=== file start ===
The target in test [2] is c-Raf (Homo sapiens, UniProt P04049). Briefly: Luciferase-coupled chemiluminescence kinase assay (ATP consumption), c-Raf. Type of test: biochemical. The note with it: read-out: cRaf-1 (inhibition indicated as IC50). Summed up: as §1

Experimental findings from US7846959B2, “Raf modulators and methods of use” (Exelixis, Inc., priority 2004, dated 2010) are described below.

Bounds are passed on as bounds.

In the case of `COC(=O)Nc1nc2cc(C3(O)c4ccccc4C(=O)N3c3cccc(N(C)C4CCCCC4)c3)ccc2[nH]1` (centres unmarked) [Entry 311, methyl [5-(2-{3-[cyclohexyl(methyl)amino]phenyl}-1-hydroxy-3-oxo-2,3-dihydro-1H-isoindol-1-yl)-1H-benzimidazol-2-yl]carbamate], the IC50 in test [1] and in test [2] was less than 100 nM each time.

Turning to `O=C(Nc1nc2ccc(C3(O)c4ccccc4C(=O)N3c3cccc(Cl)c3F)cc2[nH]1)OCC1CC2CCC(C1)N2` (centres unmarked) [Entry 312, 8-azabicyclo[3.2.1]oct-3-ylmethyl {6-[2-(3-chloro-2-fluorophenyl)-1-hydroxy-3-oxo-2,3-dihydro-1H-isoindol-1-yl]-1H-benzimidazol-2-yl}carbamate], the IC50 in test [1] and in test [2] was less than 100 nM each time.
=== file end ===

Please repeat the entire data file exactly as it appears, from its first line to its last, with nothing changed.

The target in test [2] is c-Raf (Homo sapiens, UniProt P04049). Briefly: Luciferase-coupled chemiluminescence kinase assay (ATP consumption), c-Raf. Type of test: biochemical. The note with it: read-out: cRaf-1 (inhibition indicated as IC50). Summed up: as §1

Experimental findings from US7846959B2, “Raf modulators and methods of use” (Exelixis, Inc., priority 2004, dated 2010) are described below.

Bounds are passed on as bounds.

In the case of `COC(=O)Nc1nc2cc(C3(O)c4ccccc4C(=O)N3c3cccc(N(C)C4CCCCC4)c3)ccc2[nH]1` (centres unmarked) [Entry 311, methyl [5-(2-{3-[cyclohexyl(methyl)amino]phenyl}-1-hydroxy-3-oxo-2,3-dihydro-1H-isoindol-1-yl)-1H-benzimidazol-2-yl]carbamate], the IC50 in test [1] and in test [2] was less than 100 nM each time.

Turning to `O=C(Nc1nc2ccc(C3(O)c4ccccc4C(=O)N3c3cccc(Cl)c3F)cc2[nH]1)OCC1CC2CCC(C1)N2` (centres unmarked) [Entry 312, 8-azabicyclo[3.2.1]oct-3-ylmethyl {6-[2-(3-chloro-2-fluorophenyl)-1-hydroxy-3-oxo-2,3-dihydro-1H-isoindol-1-yl]-1H-benzimidazol-2-yl}carbamate], the IC50 in test [1] and in test [2] was less than 100 nM each time.